A Product Manager is only necessary while a high-performing, self-directed, balanced cross-functional team develops.
In a perfect world, my job as a Product Manager wouldn’t exist. In a nutshell I:
- Look for market opportunities.
- Understand customer problems (not necessarily by asking the customer).
- Concept possible solutions.
- Marshall resources (design, technical, financial, HR) to realize the solution.
- Take the solution to market in an effort to make a profit.
Every Employee is T-Shaped
To borrow from Valve’s employee handbook, you hire T-shaped people. Valve’s hires people with a broad skill-set across many fields and deep expertise in one specific field.
Why is this important?
T-shaped people can connect adjacent, often unrelated problems and concepts to form new ideas. Generalists can’t dive deep enough and Specialists can’t make important connections.
T-shaped people understand a product’s impact on all aspects of the company and the market. In essence, they can reason through each section of a Lean Canvas (or tool of choice). They have a holistic approach to product development, often found in a Product Manager.
Teams Own the Vision, Process and the Product
The product development process is just that, a process. The goal is to always be in a better position than you were the day before. Repeat this forever. To borrow from the Social Network:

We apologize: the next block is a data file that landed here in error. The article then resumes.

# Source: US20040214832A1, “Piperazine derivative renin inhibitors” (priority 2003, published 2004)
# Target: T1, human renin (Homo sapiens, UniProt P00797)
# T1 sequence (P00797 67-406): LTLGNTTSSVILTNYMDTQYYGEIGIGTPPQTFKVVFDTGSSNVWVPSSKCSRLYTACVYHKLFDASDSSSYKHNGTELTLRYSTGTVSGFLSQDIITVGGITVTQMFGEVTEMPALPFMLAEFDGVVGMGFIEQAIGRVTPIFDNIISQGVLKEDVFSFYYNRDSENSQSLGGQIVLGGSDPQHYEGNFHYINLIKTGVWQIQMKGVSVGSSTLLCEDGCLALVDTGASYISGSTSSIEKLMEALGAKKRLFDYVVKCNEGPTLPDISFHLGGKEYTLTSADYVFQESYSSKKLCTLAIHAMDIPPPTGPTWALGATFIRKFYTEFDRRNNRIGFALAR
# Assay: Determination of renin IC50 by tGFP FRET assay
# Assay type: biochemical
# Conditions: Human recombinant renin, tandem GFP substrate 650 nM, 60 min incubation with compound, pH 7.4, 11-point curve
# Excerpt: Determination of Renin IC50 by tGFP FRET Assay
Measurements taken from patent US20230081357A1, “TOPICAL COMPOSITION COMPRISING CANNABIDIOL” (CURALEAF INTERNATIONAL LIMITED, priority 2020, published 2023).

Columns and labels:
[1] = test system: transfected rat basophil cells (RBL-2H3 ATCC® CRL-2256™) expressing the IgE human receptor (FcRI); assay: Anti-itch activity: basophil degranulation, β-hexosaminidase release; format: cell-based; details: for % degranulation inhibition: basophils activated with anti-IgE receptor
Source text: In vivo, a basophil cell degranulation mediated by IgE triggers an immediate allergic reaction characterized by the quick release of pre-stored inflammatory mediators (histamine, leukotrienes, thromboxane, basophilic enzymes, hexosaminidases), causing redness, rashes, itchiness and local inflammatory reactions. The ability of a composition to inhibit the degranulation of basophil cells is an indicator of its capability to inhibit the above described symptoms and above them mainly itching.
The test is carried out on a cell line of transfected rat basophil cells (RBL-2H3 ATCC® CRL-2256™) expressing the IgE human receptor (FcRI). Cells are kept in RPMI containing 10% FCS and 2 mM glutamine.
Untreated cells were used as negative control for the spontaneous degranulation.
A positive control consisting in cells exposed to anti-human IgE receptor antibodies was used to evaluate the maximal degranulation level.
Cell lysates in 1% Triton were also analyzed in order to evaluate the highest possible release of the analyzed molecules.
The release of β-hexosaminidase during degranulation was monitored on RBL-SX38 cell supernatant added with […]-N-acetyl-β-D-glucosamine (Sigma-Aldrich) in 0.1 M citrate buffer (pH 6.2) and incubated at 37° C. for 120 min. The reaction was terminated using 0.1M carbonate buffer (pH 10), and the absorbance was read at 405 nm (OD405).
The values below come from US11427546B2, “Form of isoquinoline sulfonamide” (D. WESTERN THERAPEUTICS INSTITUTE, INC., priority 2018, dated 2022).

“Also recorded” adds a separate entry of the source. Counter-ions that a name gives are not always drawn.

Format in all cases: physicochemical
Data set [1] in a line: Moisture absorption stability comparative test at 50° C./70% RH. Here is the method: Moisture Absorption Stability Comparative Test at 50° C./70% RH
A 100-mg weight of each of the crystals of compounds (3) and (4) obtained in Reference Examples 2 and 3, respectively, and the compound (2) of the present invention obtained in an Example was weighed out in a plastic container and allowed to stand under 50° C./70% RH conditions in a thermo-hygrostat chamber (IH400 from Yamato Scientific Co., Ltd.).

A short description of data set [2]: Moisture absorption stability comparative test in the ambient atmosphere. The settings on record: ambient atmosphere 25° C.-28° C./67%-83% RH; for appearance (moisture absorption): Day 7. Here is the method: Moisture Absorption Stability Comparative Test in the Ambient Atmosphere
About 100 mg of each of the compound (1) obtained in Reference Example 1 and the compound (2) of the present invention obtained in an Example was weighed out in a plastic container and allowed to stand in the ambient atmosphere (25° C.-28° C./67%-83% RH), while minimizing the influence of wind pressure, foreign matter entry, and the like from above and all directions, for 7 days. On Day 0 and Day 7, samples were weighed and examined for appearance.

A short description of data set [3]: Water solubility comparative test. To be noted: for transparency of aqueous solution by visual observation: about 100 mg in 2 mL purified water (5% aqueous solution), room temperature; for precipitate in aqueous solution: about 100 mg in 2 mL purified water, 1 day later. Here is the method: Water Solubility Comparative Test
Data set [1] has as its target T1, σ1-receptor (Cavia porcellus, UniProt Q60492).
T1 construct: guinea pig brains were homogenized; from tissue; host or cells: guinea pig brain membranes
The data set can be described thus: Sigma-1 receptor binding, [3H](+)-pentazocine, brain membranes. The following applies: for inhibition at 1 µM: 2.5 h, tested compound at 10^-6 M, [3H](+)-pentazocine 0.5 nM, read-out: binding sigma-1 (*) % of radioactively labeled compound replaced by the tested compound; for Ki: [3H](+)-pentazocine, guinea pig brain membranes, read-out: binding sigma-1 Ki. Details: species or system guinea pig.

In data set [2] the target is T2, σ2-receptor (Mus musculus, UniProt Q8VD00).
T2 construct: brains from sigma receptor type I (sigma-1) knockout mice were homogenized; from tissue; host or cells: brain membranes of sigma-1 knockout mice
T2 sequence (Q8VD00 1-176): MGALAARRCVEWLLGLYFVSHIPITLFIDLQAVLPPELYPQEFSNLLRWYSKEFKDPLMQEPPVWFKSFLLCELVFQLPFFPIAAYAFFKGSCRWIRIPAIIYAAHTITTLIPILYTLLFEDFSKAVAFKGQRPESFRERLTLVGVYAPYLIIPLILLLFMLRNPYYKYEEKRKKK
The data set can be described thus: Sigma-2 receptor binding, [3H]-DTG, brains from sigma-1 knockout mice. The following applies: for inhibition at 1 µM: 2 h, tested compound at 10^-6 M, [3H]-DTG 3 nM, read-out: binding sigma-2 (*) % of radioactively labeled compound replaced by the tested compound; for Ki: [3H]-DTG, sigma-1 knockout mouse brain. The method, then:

It won’t be finished. That’s the point. The way fashion’s never finished.
To do this, teams need to cultivate an understanding of the problem, a vision for the future, and a love of the problem solving process (not a single solution).
In the absence of a Product Manager, vision and ownership are decentralized. To compensate, ownership must be applied evenly and completely across the entire team. Developers think about design, designers about marketing, and so forth.
Accountability within the team becomes ownership by the team.
A Product First Approach
Software has traditionally been an engineering exercise: complex problems solved with equally complex solutions.
Today the pendulum has swung too far in the opposite direction. Most consumer applications are design-lead and user-centric. Our brightest minds are solving trivial problems with shallow solutions.
If the team is too design focused, it’ll shy away from truly challenging problems. If it’s too technical, its products will lack a thoughtful user-experience. If no one is thinking about marketing and distribution, they’ll build a product no one ever sees.
A balanced team of T-shaped people with a cohesive vision will be the most effective at connecting dots and solving challenging problems. Each individual should have a respect for all aspects of product development. An unbalanced team leads to an unbalanced product.
Apple was the sum of its leadership: Steve Jobs had a vision of the problem and solution, Jonny Ive could realize the solution, Phil Schiller could make us want it, and Tim Cook could build it on an almost unimaginable scale.
They didn’t have a Product Manager.
It was pointed out that Apple has Product Managers. Most companies do.
It’s hard to scale hiring of A-players to tens of thousands of employees. The old saying “A players hire A players, B players hire C players, etc” is almost a law. Sometimes you can’t put together a team with depth and breadth of skill. A PM just helps to patch holes in the same way a consultant could. Ideally, they could remove themselves in the future, leaving a balanced, self-sustaining team behind.